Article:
As an employer myself, I take the responsibility of paying my employees in a timely manner very seriously — especially since I know what it’s like when an employer drops the ball. If your business is struggling with making payroll, invoice factoring may be the right solution to help you bridge the gap between collecting payment and writing checks to employees. If you want to learn more, contact my friend, Blaine Waugh, at Triumph Business Capital

 

Truck Factoring

Recession-Proofing Your Business with Invoice Factoring

My first cousin, James is a long-haul trucker based out of Pennsylvania, and every time he comes through my hometown of Dallas, I meet him at a Denny’s and offer to buy him breakfast. He never says no. It’s not just because James likes his grits (and he does like his grits). James has four young kids and a wife waiting for him at home, and he could use a free meal. And me? I pretty much think truckers deserve it. After all, most American families couldn’t eat breakfast or dinner, for that matter, without the fresh goods truckers deliver each day. Yet, freight haulers don’t always know when their next load is coming in, or when they’ll get paid.

James has shared with me how stressful it is for his family when work slows down; and it may take weeks or months to pick back up again. But in the meantime, bills are coming due, and cash flow is dwindling. And, even though he may have hauled plenty of loads to pay the bills, he might not get paid for 30 days or more. Any small business owner can relate to the problem of having more month than money. That’s why I was pretty interested when I heard about invoice factoring, an alternative funding source that’s quite common in the trucking industry, but which can be used for just about any business that meets the invoice factoring company’s qualifications.

Freight brokers, independent truckers, staffing agencies, and government contractors are just a few of the business types that can benefit from this unique funding model. Here’s how it works:

What is Invoice Factoring?

Invoice factoring is the sale of your business’s accounts receivable (invoices) to an invoice factoring company. When you engage in accounts receivable financing, you receive immediate payment of approved invoices from the invoice factoring company, in exchange for a small percentage of each invoice. The factoring company then collects payment from your client.

How can Invoice Factoring help your business get through difficult times?

  • Access Working Capital from a Trusted Source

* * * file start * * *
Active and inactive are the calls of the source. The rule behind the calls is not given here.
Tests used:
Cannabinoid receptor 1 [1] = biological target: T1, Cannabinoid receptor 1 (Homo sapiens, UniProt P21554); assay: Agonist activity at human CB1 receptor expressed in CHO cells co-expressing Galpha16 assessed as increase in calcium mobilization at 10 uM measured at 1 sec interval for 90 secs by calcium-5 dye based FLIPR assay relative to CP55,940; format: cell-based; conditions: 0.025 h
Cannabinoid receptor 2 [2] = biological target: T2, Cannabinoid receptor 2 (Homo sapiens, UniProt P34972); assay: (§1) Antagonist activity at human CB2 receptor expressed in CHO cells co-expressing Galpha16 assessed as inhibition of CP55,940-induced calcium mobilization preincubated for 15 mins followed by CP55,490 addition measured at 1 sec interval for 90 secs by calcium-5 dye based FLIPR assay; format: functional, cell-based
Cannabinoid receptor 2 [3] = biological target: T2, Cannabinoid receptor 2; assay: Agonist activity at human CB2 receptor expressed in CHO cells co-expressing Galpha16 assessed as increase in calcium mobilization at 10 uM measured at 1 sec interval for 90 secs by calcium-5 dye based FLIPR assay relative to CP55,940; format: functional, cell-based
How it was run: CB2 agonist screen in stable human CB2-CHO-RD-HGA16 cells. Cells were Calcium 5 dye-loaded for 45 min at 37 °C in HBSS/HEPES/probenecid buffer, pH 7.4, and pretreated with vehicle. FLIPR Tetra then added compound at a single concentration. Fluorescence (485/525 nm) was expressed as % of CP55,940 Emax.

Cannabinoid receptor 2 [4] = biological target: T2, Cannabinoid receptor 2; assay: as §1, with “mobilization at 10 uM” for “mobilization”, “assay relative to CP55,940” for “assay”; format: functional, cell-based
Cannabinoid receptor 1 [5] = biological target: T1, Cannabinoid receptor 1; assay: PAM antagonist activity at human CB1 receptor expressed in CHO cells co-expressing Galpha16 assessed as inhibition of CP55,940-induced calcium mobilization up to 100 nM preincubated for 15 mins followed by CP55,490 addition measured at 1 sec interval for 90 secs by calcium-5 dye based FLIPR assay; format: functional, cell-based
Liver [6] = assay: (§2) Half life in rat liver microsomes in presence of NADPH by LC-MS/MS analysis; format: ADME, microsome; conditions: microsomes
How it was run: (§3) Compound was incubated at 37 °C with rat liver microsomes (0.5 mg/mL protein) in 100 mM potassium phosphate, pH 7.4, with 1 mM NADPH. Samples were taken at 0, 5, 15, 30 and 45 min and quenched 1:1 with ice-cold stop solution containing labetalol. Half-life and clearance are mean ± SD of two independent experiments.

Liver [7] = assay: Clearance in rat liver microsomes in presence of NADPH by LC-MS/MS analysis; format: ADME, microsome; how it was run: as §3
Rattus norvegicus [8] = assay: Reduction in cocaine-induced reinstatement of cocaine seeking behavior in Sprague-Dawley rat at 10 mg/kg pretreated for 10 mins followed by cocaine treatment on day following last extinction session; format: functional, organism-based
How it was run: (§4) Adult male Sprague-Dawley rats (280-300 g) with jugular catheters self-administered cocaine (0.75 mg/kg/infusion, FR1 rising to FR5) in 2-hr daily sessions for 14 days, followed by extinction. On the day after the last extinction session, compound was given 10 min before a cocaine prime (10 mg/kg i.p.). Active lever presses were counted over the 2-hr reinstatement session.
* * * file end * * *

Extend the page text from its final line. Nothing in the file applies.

During the recent recession, as mortgage lenders, banks and other financial institutions folded, invoice factoring survived, and even grew in strength. Because the invoice factoring industry is fueled by accounts receivable instead of loans, its foundation is stable. This type of financing has been around for hundreds of years, but it gained credibility after the recession. Triumph Business Capital is an invoice factoring company with over a decade of experience. Now that it is part of the Triumph Bancorp Group, it has the bedrock financial stability to provide its customers with even greater flexibility and capacity.

  • Pay Expenses in a Timely Manner

    With invoice factoring, you don’t have to wait for your clients to pay their bills in order to pay your vendors and employees, order equipment, and cover other business expenses. Invoice factoring companies like Triumph will pay your unpaid invoices in as little as 24 hours, so you can get the working capital you need, and get back to doing business.

  • Eliminate Collection Concerns

    When you process all your invoices with an invoice factoring company, you can end late-payment worries, and turn over the collections process to them. Triumph provides free credit checks for all your clients, and they offer both recourse and non-recourse invoice factoring for approved clients. This service ensures you will not be held liable if your customers do not pay their bills.

  • Avoid Late Fees

    If you are late paying your vendors or contractors, you may end up paying
    additional late fees and penalties. Worse yet, you may find it hard to obtain the services your business needs in the future. Invoice factoring companies only charge a small percentage of each invoice in order to provide you with immediate payment. During slow business periods or tough economic times, this may be less than the amount you might pay in late fees and penalties, if you are unable to pay your bills.

  • Get Cash Fast